The Story of the Festival Goes...
The story of the festival dates back to the time of the Buddha. Maudgalyayana, a disciple of the Buddha, meditated and much to his misery, found that his mother was suffering a great in hell. He sought the Buddha's advice in this matter since he wanted his mother to get rid of all the sufferings. The Buddha advised him to offer food to the dead. This proved fruitful as Maudgalyayana succeeded not only in relieving his mother but also a number of other souls. On successful completion of his work, Maudgalyayana was elated and danced with joy.
To commemorate the incident, the festival of the Ullambana or Ancestors day is celebrated. It is time to honour one's ancestors and also relieve the suffering of souls.
The name Ullambana is a Sanskrit term and itself means "hanging upside down and suffering."
The Festival Itself
The first day of the festival is considered the one when the Gates of Hell open and the ghosts are permitted to visit the earth for the next fifteen days. The fifteenth day is the Ancestors Day and has the families visiting cemetries to pay respect to their ancestors. People also make food offerings to the wandering spirit during this festival.
Ullambana in Japan
The Japanese transliteration of Ullambana is Urabon-e and a shorter version of this is Obon. The festival is been celebrated in the country for more than 500 years, though, the date for the celebration varies from region to region. In the eastern region, the festival is celebrated in July while in the western region, it is celebrated in August. What is also distinct about Obon is that it is celebrated for a period of three days, notwithstanding the time of celebration. The first day is to welcome the festival (Welcoming Obon) and the last day is to bid adieu to the it("Farewell Obon.").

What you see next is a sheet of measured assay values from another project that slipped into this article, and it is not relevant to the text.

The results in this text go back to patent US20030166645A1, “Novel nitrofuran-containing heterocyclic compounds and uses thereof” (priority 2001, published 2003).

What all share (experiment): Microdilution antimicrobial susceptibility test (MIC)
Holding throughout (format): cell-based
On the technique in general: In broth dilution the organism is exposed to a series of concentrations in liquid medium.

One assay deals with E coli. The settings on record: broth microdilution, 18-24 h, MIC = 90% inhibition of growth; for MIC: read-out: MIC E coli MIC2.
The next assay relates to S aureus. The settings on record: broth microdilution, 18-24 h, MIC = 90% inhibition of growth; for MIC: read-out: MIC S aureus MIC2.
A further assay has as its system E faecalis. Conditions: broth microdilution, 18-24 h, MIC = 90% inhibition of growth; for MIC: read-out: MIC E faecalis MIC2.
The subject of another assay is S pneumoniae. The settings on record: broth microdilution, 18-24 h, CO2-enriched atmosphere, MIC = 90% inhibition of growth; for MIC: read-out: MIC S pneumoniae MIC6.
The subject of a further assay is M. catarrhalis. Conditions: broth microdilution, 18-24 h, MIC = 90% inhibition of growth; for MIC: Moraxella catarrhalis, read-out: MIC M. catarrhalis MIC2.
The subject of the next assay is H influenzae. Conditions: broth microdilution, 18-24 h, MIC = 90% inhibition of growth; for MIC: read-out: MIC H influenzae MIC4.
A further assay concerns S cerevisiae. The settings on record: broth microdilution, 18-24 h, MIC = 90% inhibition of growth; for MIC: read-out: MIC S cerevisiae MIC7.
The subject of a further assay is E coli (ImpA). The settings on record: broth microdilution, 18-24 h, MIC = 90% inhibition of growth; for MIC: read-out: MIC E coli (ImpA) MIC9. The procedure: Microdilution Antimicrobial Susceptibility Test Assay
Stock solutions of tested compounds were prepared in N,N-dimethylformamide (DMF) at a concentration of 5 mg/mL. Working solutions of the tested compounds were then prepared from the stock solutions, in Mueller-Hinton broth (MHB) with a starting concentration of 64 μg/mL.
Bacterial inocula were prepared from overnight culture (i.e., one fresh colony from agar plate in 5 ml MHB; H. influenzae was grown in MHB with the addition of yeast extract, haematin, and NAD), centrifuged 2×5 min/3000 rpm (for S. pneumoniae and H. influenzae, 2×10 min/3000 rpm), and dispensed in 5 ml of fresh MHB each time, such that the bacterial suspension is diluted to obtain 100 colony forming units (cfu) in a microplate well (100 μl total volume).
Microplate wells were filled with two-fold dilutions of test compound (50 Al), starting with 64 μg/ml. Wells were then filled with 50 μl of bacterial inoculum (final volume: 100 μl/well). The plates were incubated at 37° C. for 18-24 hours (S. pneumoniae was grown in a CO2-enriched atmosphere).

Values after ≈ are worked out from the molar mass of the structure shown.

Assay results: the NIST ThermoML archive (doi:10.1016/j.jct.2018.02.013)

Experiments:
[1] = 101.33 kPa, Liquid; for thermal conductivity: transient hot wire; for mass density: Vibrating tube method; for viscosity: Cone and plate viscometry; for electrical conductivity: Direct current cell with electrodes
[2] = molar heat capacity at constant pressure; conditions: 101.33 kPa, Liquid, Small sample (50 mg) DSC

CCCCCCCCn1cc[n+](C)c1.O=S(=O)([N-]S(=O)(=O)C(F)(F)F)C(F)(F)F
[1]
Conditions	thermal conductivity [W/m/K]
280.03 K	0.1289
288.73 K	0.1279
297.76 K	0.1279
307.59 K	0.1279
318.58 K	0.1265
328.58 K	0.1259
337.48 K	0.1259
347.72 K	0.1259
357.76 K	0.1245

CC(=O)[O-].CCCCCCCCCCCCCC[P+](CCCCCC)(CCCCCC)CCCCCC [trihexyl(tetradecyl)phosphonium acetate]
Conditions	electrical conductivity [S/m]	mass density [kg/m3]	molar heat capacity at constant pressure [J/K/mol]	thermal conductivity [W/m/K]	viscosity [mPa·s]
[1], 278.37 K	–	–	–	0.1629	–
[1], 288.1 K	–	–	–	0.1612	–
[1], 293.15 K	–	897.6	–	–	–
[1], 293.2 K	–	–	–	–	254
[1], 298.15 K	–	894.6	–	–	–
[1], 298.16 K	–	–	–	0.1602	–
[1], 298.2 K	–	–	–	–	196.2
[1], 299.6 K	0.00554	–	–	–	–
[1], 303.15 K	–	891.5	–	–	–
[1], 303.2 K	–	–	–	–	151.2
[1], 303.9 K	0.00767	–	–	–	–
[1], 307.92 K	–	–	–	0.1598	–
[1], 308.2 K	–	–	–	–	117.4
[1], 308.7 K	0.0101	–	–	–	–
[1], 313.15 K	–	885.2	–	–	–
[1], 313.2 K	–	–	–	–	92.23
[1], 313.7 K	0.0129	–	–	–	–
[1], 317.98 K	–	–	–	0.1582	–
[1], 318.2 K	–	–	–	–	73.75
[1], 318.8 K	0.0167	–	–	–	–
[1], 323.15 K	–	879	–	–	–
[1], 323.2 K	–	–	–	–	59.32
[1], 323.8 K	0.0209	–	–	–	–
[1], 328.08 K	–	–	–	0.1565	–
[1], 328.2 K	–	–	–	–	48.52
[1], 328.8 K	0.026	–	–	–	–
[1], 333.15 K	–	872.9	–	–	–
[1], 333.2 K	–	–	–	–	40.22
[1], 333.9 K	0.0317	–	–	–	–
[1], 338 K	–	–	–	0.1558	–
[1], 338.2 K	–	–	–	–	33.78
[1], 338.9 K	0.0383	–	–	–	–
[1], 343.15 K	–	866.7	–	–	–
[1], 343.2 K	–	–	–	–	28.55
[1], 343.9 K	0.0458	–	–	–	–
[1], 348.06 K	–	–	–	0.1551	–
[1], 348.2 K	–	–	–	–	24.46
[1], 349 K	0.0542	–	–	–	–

Obon has gained so much popularity in Japan that it is now not only a time to honour ancestors and relieve the tormented souls, but also a holiday meant for family gathering. People from all over Japan put aside their work and visit their hometown to celebrate the festival with their families. They visit graves of their elders and clean them. Food offerings are made to the wandering spirits in temples as well as homes. Paper lanterns are made and are used to decorate houses. They are also placed in the cemetries so as to enable the wandering spirits to return to grave at the end of the festival. In some regions of Japan, lanterns with candles are afloat down the river and sea water to illuminate the path of spirits. This ceremony which marks the cocnclusion of the festival is called Toro-nagashi.
Obon dances are an integral part of the festival.